# Integrating $\int{\frac{\sqrt{1-x^2}}{(x+\sqrt{1-x^2})^2} dx}$

I am a little bit lost with integral: $$\int{\frac{\sqrt{1-x^2}}{(x+\sqrt{1-x^2})^2} dx}$$

I have already worked on in and done substitution $x = \sin(t)$:

This brings me to: $$\int{\frac{\cos(t)^2}{(\sin(t)+\cos(t))^2}dt}$$

Further treating denominator to achieve:

$$\int{\frac{\cos(t)^2}{\sin(2t)+1}dt}$$

I can split this fraction into two integrals by doing $\cos(t)^2 = 1-\sin(t)^2$ but this doesn't help me to solve the integral further.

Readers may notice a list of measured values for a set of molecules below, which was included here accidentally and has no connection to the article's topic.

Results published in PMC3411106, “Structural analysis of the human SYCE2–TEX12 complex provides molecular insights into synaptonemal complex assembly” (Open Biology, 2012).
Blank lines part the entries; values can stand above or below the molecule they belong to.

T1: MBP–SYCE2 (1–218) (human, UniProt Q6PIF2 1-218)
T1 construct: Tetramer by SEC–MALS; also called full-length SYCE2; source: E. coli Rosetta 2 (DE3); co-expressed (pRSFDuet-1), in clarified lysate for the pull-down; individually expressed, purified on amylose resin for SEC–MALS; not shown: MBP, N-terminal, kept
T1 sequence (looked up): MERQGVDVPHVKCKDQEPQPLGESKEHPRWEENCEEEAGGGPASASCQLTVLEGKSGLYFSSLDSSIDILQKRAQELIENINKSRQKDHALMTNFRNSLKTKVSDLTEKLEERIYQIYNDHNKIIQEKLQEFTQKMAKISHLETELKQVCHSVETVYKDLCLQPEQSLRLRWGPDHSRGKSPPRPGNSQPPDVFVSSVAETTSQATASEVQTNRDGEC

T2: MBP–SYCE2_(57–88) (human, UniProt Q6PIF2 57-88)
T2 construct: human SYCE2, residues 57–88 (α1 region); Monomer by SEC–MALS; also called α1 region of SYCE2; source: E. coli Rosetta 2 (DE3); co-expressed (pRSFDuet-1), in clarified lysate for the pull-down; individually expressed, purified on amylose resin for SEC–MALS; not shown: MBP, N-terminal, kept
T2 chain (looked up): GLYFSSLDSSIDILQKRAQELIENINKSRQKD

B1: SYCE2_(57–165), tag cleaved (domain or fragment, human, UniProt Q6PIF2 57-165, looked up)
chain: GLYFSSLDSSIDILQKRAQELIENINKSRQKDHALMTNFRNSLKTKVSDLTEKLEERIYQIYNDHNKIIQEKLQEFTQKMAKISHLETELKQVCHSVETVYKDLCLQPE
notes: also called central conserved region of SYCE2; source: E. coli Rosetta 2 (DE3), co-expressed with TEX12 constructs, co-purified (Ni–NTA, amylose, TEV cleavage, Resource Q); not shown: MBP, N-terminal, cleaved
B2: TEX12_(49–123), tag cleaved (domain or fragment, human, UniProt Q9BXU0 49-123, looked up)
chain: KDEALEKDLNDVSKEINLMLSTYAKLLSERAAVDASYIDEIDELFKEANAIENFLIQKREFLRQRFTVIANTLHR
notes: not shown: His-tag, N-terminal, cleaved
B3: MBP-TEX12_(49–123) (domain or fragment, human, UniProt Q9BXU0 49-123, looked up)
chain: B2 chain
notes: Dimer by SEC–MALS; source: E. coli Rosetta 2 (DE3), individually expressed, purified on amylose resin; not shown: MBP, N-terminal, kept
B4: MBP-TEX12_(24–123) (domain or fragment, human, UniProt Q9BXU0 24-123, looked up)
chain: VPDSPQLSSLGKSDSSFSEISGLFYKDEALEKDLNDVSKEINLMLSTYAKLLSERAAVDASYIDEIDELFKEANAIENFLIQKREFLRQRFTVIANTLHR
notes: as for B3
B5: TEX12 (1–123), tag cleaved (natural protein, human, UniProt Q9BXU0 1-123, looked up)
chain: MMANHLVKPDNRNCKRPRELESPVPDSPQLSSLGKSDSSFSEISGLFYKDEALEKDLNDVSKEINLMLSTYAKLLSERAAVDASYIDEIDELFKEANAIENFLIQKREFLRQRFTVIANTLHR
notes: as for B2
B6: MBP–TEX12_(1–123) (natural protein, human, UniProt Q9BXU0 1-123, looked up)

Please, can you show me how to continue to "break it" :-)

Best thanks!

• I know you have a solution now, I added this part if you don't accept it please delete it Mar 16, 2014 at 20:29
• In ADDED there is a typo at the beginning since $\displaystyle{\cos^2(t) = {1 \color{#f00}{\LARGE+} \cos(2t) \over 2}}$ Mar 16, 2014 at 20:33
– user98602
Mar 16, 2014 at 20:35

We do a follow up to OP's substitution. We need to find $$\int \frac{\cos^2 t}{(\sin t+\cos t)^2}\,dt.$$
Note that $\sin t+\cos t=\sqrt{2}\cos(t-\pi/4)$. If we let $u=t-\pi/4$, then $\cos t=\cos(u+\pi/4)$. Expand. We get $\cos t=\frac{1}{\sqrt{2}}(\cos u-\sin u)$. Square. The rest is straightforward.
• You are welcome. Complicating the numerator slightly is fine, as long as the denominator becomes nice. We could also have let $x+\sqrt{1-x^2}$ be $u$. Mar 16, 2014 at 20:26